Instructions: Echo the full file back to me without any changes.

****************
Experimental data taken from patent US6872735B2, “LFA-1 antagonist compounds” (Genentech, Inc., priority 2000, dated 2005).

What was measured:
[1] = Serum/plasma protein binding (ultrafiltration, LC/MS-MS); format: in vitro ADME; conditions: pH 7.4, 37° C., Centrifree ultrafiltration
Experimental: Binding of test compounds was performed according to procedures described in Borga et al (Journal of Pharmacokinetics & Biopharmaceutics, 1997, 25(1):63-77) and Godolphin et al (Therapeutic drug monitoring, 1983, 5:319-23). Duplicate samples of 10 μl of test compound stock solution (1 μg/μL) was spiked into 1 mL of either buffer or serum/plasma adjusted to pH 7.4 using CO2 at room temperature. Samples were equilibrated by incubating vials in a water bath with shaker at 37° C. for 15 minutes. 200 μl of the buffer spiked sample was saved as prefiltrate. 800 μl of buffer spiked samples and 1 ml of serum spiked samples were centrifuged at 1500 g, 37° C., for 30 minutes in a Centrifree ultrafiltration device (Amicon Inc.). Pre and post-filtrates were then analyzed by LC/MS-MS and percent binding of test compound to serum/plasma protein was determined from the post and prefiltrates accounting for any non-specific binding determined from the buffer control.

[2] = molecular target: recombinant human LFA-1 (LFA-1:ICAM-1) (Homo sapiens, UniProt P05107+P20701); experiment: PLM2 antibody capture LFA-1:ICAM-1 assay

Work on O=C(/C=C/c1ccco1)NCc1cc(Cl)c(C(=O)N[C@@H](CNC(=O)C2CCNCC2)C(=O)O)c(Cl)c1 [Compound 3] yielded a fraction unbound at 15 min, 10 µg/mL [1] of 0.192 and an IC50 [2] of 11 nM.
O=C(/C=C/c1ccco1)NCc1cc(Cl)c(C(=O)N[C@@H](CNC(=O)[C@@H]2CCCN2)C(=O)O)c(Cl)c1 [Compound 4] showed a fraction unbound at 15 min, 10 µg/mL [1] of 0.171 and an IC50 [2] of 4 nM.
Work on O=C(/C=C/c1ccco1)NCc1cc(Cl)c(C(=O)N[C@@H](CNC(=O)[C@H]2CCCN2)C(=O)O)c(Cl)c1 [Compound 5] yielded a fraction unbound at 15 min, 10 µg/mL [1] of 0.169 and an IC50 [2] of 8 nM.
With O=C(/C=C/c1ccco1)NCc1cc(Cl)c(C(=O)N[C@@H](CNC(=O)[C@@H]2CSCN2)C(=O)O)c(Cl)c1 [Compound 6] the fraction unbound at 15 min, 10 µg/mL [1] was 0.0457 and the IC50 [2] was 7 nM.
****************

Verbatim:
Experimental data taken from patent US6872735B2, “LFA-1 antagonist compounds” (Genentech, Inc., priority 2000, dated 2005).

What was measured:
[1] = Serum/plasma protein binding (ultrafiltration, LC/MS-MS); format: in vitro ADME; conditions: pH 7.4, 37° C., Centrifree ultrafiltration
Experimental: Binding of test compounds was performed according to procedures described in Borga et al (Journal of Pharmacokinetics & Biopharmaceutics, 1997, 25(1):63-77) and Godolphin et al (Therapeutic drug monitoring, 1983, 5:319-23). Duplicate samples of 10 μl of test compound stock solution (1 μg/μL) was spiked into 1 mL of either buffer or serum/plasma adjusted to pH 7.4 using CO2 at room temperature. Samples were equilibrated by incubating vials in a water bath with shaker at 37° C. for 15 minutes. 200 μl of the buffer spiked sample was saved as prefiltrate. 800 μl of buffer spiked samples and 1 ml of serum spiked samples were centrifuged at 1500 g, 37° C., for 30 minutes in a Centrifree ultrafiltration device (Amicon Inc.). Pre and post-filtrates were then analyzed by LC/MS-MS and percent binding of test compound to serum/plasma protein was determined from the post and prefiltrates accounting for any non-specific binding determined from the buffer control.

[2] = molecular target: recombinant human LFA-1 (LFA-1:ICAM-1) (Homo sapiens, UniProt P05107+P20701); experiment: PLM2 antibody capture LFA-1:ICAM-1 assay

Work on O=C(/C=C/c1ccco1)NCc1cc(Cl)c(C(=O)N[C@@H](CNC(=O)C2CCNCC2)C(=O)O)c(Cl)c1 [Compound 3] yielded a fraction unbound at 15 min, 10 µg/mL [1] of 0.192 and an IC50 [2] of 11 nM.
O=C(/C=C/c1ccco1)NCc1cc(Cl)c(C(=O)N[C@@H](CNC(=O)[C@@H]2CCCN2)C(=O)O)c(Cl)c1 [Compound 4] showed a fraction unbound at 15 min, 10 µg/mL [1] of 0.171 and an IC50 [2] of 4 nM.
Work on O=C(/C=C/c1ccco1)NCc1cc(Cl)c(C(=O)N[C@@H](CNC(=O)[C@H]2CCCN2)C(=O)O)c(Cl)c1 [Compound 5] yielded a fraction unbound at 15 min, 10 µg/mL [1] of 0.169 and an IC50 [2] of 8 nM.
With O=C(/C=C/c1ccco1)NCc1cc(Cl)c(C(=O)N[C@@H](CNC(=O)[C@@H]2CSCN2)C(=O)O)c(Cl)c1 [Compound 6] the fraction unbound at 15 min, 10 µg/mL [1] was 0.0457 and the IC50 [2] was 7 nM.